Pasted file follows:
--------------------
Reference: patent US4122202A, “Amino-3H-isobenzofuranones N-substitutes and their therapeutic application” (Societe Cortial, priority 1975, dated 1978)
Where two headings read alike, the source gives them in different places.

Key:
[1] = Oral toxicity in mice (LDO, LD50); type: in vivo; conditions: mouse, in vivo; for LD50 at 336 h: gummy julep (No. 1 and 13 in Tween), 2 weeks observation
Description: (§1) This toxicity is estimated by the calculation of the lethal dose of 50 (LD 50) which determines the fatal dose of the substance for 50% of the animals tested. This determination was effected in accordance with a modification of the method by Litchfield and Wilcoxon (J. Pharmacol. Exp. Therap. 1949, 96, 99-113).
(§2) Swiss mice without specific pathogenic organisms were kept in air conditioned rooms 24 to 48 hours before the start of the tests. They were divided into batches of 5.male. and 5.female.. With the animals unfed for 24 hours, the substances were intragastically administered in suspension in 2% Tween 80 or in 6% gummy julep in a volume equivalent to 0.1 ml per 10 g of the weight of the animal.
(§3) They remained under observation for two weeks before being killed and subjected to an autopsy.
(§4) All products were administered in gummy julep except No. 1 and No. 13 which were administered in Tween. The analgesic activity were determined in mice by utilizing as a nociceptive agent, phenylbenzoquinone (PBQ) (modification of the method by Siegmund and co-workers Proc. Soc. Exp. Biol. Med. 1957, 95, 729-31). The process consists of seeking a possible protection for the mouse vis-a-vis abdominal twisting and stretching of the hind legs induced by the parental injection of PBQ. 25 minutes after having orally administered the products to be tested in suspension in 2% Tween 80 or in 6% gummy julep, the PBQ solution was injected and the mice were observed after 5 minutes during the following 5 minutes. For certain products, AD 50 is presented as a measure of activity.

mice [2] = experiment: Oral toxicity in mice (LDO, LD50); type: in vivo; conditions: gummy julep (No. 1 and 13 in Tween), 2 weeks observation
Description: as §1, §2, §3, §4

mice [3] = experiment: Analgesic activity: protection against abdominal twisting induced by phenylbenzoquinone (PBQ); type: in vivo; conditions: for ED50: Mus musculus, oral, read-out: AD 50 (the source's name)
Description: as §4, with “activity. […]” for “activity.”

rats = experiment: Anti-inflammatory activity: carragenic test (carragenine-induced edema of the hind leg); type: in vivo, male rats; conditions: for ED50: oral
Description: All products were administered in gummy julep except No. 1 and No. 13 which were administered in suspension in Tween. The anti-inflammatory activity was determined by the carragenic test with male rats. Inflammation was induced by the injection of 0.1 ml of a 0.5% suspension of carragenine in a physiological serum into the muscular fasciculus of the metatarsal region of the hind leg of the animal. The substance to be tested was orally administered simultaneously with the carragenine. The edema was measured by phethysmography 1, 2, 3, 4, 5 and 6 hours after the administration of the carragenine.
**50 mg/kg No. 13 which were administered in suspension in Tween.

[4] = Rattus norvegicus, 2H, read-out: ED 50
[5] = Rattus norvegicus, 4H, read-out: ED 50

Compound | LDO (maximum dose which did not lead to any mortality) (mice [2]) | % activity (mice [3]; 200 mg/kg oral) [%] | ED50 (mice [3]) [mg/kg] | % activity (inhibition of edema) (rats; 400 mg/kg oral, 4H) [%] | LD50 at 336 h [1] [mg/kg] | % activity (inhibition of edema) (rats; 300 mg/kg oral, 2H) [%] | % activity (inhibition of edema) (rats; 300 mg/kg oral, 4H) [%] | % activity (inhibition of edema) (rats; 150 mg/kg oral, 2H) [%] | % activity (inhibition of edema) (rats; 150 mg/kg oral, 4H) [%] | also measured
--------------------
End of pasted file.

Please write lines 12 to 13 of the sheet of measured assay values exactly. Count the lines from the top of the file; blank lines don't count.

Description: as §4, with “activity. […]” for “activity.”

rats = experiment: Anti-inflammatory activity: carragenic test (carragenine-induced edema of the hind leg); type: in vivo, male rats; conditions: for ED50: oral